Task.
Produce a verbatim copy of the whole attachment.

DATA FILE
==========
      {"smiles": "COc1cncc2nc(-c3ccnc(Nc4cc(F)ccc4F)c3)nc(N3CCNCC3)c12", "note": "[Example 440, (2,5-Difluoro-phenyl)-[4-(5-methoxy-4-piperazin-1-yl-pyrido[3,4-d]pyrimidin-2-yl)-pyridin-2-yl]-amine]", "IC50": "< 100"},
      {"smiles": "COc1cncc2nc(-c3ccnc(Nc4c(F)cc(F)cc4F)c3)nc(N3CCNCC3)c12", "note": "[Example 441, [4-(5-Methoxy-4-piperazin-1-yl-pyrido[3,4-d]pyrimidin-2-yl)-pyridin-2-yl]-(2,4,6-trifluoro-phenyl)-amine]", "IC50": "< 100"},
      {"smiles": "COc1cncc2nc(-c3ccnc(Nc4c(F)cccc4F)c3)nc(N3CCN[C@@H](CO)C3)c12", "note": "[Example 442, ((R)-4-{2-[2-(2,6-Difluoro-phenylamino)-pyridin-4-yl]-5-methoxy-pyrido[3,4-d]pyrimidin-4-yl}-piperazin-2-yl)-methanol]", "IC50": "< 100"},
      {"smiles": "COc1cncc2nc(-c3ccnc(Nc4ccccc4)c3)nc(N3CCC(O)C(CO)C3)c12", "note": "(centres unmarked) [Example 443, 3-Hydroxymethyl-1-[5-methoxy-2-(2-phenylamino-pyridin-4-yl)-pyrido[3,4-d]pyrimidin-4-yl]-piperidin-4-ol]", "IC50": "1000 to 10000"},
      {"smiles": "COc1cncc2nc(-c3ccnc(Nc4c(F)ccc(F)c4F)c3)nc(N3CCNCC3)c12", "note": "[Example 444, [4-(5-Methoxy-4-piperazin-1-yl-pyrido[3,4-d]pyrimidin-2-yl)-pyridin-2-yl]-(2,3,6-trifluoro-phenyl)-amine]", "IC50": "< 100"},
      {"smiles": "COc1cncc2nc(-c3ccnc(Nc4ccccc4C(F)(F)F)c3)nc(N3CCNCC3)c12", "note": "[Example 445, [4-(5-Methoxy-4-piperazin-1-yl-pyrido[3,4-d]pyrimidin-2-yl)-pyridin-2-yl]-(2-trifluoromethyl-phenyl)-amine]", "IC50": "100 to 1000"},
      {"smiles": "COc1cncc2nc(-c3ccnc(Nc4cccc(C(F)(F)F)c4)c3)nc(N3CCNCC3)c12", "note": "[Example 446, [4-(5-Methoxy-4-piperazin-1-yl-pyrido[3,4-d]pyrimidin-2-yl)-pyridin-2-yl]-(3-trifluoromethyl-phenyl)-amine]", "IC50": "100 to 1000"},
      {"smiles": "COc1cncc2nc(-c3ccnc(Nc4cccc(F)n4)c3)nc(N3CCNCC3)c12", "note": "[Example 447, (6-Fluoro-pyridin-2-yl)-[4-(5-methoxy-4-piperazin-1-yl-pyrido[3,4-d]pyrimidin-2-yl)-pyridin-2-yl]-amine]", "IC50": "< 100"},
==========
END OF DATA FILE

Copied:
      {"smiles": "COc1cncc2nc(-c3ccnc(Nc4cc(F)ccc4F)c3)nc(N3CCNCC3)c12", "note": "[Example 440, (2,5-Difluoro-phenyl)-[4-(5-methoxy-4-piperazin-1-yl-pyrido[3,4-d]pyrimidin-2-yl)-pyridin-2-yl]-amine]", "IC50": "< 100"},
      {"smiles": "COc1cncc2nc(-c3ccnc(Nc4c(F)cc(F)cc4F)c3)nc(N3CCNCC3)c12", "note": "[Example 441, [4-(5-Methoxy-4-piperazin-1-yl-pyrido[3,4-d]pyrimidin-2-yl)-pyridin-2-yl]-(2,4,6-trifluoro-phenyl)-amine]", "IC50": "< 100"},
      {"smiles": "COc1cncc2nc(-c3ccnc(Nc4c(F)cccc4F)c3)nc(N3CCN[C@@H](CO)C3)c12", "note": "[Example 442, ((R)-4-{2-[2-(2,6-Difluoro-phenylamino)-pyridin-4-yl]-5-methoxy-pyrido[3,4-d]pyrimidin-4-yl}-piperazin-2-yl)-methanol]", "IC50": "< 100"},
      {"smiles": "COc1cncc2nc(-c3ccnc(Nc4ccccc4)c3)nc(N3CCC(O)C(CO)C3)c12", "note": "(centres unmarked) [Example 443, 3-Hydroxymethyl-1-[5-methoxy-2-(2-phenylamino-pyridin-4-yl)-pyrido[3,4-d]pyrimidin-4-yl]-piperidin-4-ol]", "IC50": "1000 to 10000"},
      {"smiles": "COc1cncc2nc(-c3ccnc(Nc4c(F)ccc(F)c4F)c3)nc(N3CCNCC3)c12", "note": "[Example 444, [4-(5-Methoxy-4-piperazin-1-yl-pyrido[3,4-d]pyrimidin-2-yl)-pyridin-2-yl]-(2,3,6-trifluoro-phenyl)-amine]", "IC50": "< 100"},
      {"smiles": "COc1cncc2nc(-c3ccnc(Nc4ccccc4C(F)(F)F)c3)nc(N3CCNCC3)c12", "note": "[Example 445, [4-(5-Methoxy-4-piperazin-1-yl-pyrido[3,4-d]pyrimidin-2-yl)-pyridin-2-yl]-(2-trifluoromethyl-phenyl)-amine]", "IC50": "100 to 1000"},
      {"smiles": "COc1cncc2nc(-c3ccnc(Nc4cccc(C(F)(F)F)c4)c3)nc(N3CCNCC3)c12", "note": "[Example 446, [4-(5-Methoxy-4-piperazin-1-yl-pyrido[3,4-d]pyrimidin-2-yl)-pyridin-2-yl]-(3-trifluoromethyl-phenyl)-amine]", "IC50": "100 to 1000"},
      {"smiles": "COc1cncc2nc(-c3ccnc(Nc4cccc(F)n4)c3)nc(N3CCNCC3)c12", "note": "[Example 447, (6-Fluoro-pyridin-2-yl)-[4-(5-methoxy-4-piperazin-1-yl-pyrido[3,4-d]pyrimidin-2-yl)-pyridin-2-yl]-amine]", "IC50": "< 100"},